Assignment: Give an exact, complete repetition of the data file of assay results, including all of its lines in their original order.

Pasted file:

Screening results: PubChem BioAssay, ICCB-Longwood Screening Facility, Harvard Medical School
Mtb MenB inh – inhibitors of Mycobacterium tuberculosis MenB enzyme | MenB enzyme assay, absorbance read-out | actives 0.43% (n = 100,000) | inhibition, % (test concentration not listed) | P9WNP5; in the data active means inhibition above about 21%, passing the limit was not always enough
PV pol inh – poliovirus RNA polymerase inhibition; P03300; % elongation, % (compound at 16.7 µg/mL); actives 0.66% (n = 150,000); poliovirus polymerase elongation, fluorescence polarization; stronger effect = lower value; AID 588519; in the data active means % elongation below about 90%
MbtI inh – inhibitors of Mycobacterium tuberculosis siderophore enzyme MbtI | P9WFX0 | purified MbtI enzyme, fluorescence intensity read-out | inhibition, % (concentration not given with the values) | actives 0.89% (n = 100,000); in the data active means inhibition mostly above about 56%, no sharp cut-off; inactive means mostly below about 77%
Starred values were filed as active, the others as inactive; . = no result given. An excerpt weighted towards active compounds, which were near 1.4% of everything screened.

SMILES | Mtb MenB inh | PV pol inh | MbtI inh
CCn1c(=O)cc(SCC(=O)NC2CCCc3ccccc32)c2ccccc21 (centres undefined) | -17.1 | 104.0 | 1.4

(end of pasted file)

Screening results: PubChem BioAssay, ICCB-Longwood Screening Facility, Harvard Medical School
Mtb MenB inh – inhibitors of Mycobacterium tuberculosis MenB enzyme | MenB enzyme assay, absorbance read-out | actives 0.43% (n = 100,000) | inhibition, % (test concentration not listed) | P9WNP5; in the data active means inhibition above about 21%, passing the limit was not always enough
PV pol inh – poliovirus RNA polymerase inhibition; P03300; % elongation, % (compound at 16.7 µg/mL); actives 0.66% (n = 150,000); poliovirus polymerase elongation, fluorescence polarization; stronger effect = lower value; AID 588519; in the data active means % elongation below about 90%
MbtI inh – inhibitors of Mycobacterium tuberculosis siderophore enzyme MbtI | P9WFX0 | purified MbtI enzyme, fluorescence intensity read-out | inhibition, % (concentration not given with the values) | actives 0.89% (n = 100,000); in the data active means inhibition mostly above about 56%, no sharp cut-off; inactive means mostly below about 77%
Starred values were filed as active, the others as inactive; . = no result given. An excerpt weighted towards active compounds, which were near 1.4% of everything screened.

SMILES | Mtb MenB inh | PV pol inh | MbtI inh
CCn1c(=O)cc(SCC(=O)NC2CCCc3ccccc32)c2ccccc21 (centres undefined) | -17.1 | 104.0 | 1.4